Thursday, July 23, 2009

Weekly Cleveland Indians Lineup Analysis

Well, it hasn't exactly been weekly this season, but let's hope it is from here on out. To recap, we take the top 9 Indians in terms of OPS and feed them into Dave Pinto's Lineup Analysis Tool to determine the theoretical ideal batting lineup.

This Week's Results
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This Week's Ideal Lineup

Theoretical Runs Per Game

Theoretical Improvement
The Indians are currently scoring 4.938 runs per game, which isn't too bad in its own right. The ideal lineup is an improvement of 0.360 runs per game, or 58 runs over the course of a season. That may not seem like much, but using the old sabermetric standby that 10 runs = 1 win, that's another 5-6 victories for the Tribe. Of course, they'd still be 7 games back in the division.

Defensive Plausibility
Well, it's pretty much the same nine guys Cleveland trots out for every other game, so there are no problems here.

Fan Believability
It's hard to argue batting Hafner, Garko, Francisco, Peralta, and Carroll where they are. Choo's pretty realistic too, since he gets on base and runs relatively well (for this team). But even in the midsts of a down season, fans would riot at Grady Sizemore hitting sixth. In addition, no coach on the hot seat would bat Victor Martinez second but Asdrubal Cabrera third.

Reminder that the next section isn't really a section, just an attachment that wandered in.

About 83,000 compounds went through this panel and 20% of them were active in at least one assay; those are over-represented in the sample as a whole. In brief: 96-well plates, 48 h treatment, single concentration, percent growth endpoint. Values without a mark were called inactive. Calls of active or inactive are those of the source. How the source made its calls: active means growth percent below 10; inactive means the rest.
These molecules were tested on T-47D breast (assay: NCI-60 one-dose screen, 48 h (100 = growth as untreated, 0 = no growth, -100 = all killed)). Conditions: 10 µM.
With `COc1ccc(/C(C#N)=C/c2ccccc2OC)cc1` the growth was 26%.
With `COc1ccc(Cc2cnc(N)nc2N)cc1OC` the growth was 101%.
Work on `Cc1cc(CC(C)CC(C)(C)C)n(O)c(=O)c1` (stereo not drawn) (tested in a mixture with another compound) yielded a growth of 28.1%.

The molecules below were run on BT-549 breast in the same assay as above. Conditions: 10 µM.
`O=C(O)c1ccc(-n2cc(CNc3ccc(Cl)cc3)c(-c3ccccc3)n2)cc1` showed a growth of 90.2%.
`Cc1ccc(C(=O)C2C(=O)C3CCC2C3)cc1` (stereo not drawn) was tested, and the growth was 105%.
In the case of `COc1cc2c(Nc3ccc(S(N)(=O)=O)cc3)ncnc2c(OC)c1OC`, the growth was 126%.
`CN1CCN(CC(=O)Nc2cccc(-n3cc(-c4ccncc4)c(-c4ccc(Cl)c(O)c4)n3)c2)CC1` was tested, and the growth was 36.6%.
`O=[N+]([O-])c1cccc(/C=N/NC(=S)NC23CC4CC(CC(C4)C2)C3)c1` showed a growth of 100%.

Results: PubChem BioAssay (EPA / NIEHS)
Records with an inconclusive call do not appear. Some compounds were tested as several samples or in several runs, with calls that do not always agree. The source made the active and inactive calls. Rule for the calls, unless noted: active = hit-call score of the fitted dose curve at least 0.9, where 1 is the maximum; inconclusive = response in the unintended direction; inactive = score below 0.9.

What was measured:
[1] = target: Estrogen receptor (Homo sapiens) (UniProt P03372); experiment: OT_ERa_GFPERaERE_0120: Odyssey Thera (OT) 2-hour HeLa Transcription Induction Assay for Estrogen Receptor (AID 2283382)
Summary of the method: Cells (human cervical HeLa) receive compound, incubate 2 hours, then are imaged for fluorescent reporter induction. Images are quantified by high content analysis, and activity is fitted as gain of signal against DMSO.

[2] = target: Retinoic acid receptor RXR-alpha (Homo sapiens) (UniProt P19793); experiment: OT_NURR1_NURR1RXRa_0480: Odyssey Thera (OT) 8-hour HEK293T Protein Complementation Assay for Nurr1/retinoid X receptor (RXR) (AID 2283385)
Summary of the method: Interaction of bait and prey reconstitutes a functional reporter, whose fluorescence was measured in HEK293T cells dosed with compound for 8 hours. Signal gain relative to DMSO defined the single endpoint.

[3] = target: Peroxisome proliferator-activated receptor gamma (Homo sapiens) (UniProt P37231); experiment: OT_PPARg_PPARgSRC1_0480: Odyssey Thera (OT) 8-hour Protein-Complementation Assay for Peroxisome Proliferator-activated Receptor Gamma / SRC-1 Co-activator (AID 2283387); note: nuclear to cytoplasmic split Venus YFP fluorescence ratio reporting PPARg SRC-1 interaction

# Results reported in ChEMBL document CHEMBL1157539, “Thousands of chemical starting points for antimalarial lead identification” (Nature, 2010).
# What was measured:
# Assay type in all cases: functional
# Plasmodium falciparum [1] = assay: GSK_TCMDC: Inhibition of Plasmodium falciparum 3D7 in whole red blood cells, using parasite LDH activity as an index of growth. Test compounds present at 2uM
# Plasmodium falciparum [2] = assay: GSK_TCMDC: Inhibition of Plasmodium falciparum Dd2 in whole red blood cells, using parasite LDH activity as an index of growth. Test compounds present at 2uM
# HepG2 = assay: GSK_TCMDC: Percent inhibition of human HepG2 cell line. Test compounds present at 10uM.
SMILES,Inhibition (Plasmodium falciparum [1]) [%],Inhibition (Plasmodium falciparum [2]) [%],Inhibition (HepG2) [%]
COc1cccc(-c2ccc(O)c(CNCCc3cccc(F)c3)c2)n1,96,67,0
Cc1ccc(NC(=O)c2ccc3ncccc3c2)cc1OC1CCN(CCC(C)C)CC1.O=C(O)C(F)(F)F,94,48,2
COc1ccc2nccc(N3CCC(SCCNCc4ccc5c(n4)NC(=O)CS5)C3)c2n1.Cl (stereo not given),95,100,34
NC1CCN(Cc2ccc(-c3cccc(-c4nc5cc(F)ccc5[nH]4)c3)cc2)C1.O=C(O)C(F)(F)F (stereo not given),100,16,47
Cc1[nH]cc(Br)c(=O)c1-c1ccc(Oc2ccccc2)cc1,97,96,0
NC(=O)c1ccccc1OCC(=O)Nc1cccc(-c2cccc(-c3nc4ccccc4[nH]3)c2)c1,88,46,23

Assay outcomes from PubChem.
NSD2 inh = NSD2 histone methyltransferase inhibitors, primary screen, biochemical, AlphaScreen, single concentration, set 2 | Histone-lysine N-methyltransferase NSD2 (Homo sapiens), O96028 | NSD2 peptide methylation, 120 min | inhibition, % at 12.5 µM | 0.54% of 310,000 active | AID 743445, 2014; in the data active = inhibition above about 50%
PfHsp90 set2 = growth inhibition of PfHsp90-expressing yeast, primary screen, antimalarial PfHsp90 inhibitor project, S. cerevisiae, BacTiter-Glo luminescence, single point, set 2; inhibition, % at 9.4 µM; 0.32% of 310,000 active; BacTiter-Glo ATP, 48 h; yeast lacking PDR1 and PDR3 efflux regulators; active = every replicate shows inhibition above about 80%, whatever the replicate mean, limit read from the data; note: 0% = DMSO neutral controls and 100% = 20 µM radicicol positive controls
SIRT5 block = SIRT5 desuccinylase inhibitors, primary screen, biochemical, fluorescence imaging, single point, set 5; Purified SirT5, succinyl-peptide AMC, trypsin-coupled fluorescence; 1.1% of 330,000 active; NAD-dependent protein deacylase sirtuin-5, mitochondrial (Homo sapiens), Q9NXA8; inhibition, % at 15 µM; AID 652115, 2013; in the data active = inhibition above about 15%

My Take
It's been a while since I've done a lineup analysis. So I'm happy how this turned out, because it gives me another chance to demonstrate how the lineup tool "envisions" each spot in the batting order. As with a traditional lineup, the best on-base guy bats leadoff and the biggest masher hits cleanup. Shin-Soo Choo leads the team in on base percentage, while Travis Hafner leads the team in slugging.

The number two hitter is supposed to be your best all-around hitter - good in both OBP and SLG, but one isn't drastically higher than the other. Check that one off with Victor Martinez. The number five guy is your second-best all-around hitter. To Nino's delight, I'm sure, that's Ryan Garko.

What's interesting is the number three spot. Contrary to popular thought, this model normally puts a bad hitter there, just for lack of a better spot, and with the intent to space out the out-makers. But Asdrubal Cabrera is fifth on the team in OPS, so I'm not sure why he was placed there.

Your number nine guy isn't necessarily a good hitter, but it should be someone who can get on base. That's Jamey Carroll in a nutshell. The rest of the lineup, spots six through eight, are whoever's left in descending order of ability.

Random Indians Thought of the Week
This week I have two thoughts, and they're not so random because they still pertain to this lineup analysis.

It's a small sample of only 20 at bats, but Josh Barfield is actually third on the team in OPS this year. I'll leave a lineup analysis that includes him as an exercise for the reader.

Also, coming into Thursday's game against the Blue Jays, Chris Gimenez had a higher OPS than Jhonny Peralta on the year, meaning I would have used Gimenez instead of Peralta in this week's analysis. Interestingly, both Barfield and Gimenez could replace Peralta at third to keep the lineup defensively plausible.

As it stands, Peralta, Gimenez, and Kelly Shoppach are all in a very close race for the ninth-best OPS on the team. In a year like this, I'm actually curious to see how Shoppach would fare at the hot corner.